Before Hollywood could go to the moon, they first had to come to Frederica
While millions know what it looked like when the men of Apollo walked on the moon, only the astronauts themselves knew what it actually sounded like. Now, that’s about to change, thanks to a collaboration between Hollywood and the Delaware company that made the astronaut’s lunar suits in the 1960s.
Universal Studios’ “First Man,” which centers on the story of Apollo 11 commander Neil Armstrong, breaks new cinematic ground in its efforts to show what it was like to fly to another world. And although “First Man” provides a virtual feast of real and computer-generated visuals of man and machine, many of the sounds in the film are exactly the same as those experienced by the Apollo astronauts.
And those audio bits only could be captured by using real Apollo spacesuits, manufactured in Delaware by ILC Dover.
Universal sound engineers Frank Montaño and Alex Knickerbocker spent eight hours at ILC’s Frederica facility in June 2017 recording the sounds of space suits -- zippers zipping, air flowing and connectors connecting -- to bring a new reality to movie-going audiences.
A red-eye flight
Their unusual assignment began with a call to ILC’s Bill Ayrey.
“I knew a movie was being put together,” Ayrey recalled. “And I was sitting at my desk one day when I get a call from Universal. Frank introduced himself and asked if we had an Apollo suit.”
Of course he did, Ayrey replied. Although now involved in space suit production for the International Space Station and beyond, ILC still had some of the 40-plus-year-old suits in its possession. One, designed for astronaut Paul Weitz, would meet Montaño’s requirements quite nicely, Ayrey decided.
A 30-year film veteran, Montaño is credited with eight Best Picture Academy Award nominations for his sound editing and mixing work. Although he could have pulled what he needed from Universal’s seven-terabyte library of digitally recorded sounds, his passion for the space program demanded he go one step further.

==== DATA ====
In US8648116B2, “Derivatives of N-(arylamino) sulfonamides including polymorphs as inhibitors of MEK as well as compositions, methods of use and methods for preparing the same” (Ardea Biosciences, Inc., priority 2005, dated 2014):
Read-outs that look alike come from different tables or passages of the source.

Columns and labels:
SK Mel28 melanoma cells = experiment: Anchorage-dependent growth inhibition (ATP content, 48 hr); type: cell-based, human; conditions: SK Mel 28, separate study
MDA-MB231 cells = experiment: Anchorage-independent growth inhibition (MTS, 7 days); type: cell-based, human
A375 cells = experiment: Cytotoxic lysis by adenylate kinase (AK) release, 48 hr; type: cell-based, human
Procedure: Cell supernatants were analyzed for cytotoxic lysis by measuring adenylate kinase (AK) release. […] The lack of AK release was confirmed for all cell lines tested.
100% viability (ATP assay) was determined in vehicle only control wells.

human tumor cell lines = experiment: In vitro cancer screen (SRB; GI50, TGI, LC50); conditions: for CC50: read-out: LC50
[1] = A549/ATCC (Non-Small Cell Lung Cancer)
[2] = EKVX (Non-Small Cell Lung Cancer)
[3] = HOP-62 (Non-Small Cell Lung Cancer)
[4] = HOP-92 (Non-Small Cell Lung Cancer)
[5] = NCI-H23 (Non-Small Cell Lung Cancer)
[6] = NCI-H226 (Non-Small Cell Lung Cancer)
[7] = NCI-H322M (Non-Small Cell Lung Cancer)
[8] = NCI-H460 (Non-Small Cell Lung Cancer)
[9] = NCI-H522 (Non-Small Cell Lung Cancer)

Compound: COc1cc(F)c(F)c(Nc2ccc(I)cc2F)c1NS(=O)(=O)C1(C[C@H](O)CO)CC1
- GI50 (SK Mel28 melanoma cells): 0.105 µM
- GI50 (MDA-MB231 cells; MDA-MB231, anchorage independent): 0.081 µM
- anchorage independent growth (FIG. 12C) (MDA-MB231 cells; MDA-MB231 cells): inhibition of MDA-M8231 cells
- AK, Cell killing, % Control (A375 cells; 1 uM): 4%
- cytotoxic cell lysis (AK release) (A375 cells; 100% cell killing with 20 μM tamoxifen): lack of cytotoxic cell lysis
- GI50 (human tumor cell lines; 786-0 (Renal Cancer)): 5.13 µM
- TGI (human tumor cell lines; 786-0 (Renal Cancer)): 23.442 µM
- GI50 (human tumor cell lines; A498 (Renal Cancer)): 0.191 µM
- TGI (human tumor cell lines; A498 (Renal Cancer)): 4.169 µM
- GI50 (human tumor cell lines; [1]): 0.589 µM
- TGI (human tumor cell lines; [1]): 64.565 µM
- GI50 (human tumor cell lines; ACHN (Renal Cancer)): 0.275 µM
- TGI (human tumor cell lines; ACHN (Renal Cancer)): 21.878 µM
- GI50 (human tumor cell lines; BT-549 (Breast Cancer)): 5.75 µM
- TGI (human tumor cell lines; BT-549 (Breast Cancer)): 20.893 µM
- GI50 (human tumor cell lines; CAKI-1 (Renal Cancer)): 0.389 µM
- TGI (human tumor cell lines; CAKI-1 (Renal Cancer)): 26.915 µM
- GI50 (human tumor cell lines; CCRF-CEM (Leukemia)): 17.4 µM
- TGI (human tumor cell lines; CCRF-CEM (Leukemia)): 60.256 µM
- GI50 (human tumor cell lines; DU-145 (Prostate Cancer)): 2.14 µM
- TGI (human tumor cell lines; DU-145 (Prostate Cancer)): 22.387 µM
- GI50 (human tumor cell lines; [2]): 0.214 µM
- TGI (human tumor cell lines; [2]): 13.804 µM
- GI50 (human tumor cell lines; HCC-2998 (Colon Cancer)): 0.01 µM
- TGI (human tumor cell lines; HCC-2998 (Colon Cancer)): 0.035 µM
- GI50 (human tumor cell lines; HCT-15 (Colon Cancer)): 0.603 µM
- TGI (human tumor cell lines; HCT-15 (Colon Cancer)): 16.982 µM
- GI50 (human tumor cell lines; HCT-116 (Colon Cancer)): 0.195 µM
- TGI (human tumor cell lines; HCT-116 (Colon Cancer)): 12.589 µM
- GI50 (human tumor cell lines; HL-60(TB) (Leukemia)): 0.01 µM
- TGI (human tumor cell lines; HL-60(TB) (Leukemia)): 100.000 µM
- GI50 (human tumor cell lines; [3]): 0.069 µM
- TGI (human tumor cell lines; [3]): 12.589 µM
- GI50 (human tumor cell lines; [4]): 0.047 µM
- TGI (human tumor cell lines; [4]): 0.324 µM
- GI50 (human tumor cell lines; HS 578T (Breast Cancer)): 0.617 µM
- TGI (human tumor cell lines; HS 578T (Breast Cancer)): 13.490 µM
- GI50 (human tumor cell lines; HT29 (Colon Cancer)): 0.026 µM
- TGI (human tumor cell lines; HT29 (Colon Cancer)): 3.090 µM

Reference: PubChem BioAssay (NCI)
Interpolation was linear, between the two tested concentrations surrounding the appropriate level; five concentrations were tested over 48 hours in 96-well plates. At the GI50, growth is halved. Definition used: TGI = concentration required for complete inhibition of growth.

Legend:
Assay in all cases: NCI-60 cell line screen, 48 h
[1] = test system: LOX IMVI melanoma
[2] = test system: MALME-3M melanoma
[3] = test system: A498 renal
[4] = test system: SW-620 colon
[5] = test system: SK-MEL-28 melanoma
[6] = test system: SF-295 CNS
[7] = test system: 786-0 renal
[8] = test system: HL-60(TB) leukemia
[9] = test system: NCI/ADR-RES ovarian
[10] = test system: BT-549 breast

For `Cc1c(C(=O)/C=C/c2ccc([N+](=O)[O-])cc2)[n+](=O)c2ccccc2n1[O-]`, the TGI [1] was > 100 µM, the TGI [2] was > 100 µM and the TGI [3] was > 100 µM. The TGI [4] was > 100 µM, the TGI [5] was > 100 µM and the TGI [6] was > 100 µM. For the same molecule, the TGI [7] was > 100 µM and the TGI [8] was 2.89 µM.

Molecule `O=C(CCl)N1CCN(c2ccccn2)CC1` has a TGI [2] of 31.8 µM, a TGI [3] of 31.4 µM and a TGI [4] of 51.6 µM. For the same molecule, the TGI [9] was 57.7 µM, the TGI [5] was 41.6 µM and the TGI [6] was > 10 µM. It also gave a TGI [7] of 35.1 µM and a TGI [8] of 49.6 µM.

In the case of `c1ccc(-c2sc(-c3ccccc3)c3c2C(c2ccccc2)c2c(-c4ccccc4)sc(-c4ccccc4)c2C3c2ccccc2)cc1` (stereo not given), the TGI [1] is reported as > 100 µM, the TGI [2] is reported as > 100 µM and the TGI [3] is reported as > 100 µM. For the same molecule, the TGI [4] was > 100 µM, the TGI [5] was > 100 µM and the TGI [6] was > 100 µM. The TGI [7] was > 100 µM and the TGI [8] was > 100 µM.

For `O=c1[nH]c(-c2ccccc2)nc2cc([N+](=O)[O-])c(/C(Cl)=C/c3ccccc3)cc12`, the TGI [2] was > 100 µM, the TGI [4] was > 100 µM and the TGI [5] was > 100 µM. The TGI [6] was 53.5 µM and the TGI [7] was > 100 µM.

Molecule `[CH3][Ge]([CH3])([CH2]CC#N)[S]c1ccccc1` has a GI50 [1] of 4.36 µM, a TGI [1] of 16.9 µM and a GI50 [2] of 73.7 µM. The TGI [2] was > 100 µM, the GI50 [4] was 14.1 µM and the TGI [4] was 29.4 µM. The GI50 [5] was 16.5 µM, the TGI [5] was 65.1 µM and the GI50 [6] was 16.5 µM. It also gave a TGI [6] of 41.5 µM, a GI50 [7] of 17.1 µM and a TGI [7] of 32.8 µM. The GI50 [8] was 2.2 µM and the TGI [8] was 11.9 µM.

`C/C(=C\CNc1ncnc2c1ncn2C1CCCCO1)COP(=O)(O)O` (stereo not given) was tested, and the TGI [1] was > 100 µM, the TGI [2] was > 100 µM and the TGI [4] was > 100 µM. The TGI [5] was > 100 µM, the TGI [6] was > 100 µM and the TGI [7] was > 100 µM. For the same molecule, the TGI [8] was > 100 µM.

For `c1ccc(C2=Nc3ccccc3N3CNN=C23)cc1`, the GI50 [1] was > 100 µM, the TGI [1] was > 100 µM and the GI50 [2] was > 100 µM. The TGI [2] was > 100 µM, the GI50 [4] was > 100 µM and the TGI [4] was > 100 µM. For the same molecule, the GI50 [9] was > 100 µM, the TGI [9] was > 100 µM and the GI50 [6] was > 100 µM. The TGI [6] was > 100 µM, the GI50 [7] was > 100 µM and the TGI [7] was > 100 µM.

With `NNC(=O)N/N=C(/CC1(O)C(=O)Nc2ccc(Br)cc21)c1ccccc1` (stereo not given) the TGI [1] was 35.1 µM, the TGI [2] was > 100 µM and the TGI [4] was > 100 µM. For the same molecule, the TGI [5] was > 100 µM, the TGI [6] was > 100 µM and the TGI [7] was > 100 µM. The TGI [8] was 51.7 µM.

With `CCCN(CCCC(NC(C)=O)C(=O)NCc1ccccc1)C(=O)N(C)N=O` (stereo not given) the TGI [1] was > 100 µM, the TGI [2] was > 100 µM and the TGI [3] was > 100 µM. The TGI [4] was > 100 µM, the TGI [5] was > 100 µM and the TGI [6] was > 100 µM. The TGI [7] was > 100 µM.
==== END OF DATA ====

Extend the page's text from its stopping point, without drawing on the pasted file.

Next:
“I’m such an Apollo enthusiast, I went after this movie pretty hard,” Montaño admits.
“Rockets are rockets and we know what they sound like,” he said. “We had no record of what a space suit sounded like from the inside, from an astronaut’s perspective, or what it was like to be an astronaut in the lunar lander or walking on the lunar surface.
“That was the concept that came to mind.”
Ayrey, who as ILC’s manager in charge of suit testing also knows a thing or two about the need for perfection, understood completely.
“Everything about the suits has a distinct sound and Frank knew that,” he said. “When you’re a sound guy in the movie industry, you want to capture all those sounds.”
Assured ILC could support the unusual request, Montaño and Knickerbocker took a red-eye flight from Los Angeles and were at ILC’s doorstep at 8 a.m. the next morning.
Ayrey gathered Weitz’s suit along with gloves made for astronaut Don Lind as well as the familiar bubble helmet worn by John Young when he flew to the moon on Apollo 10 in April 1969.
Ayrey connected the suit to ILC’s testing equipment, still in use from the Apollo days, and let the sound team go to work.
“We ended up being able to capture anything we could possibly get,” Knickerbocker said. “Helmets unlocking and locking and gloves being attached and unattached, boot movements, the sound of the material in the suit moving from an interior and exterior perspective.”
Knickerbocker was surprised at some of the sounds the recorded, particularly the noise of air flowing through the suit helmet.
“I knew there would be air pressure of some sort, but it’s a very refined, almost clinical sound,” he said. “It has a distinctly different timbre from anything else. I’d compare it to a surgical office or ER. We certainly did not expect that.”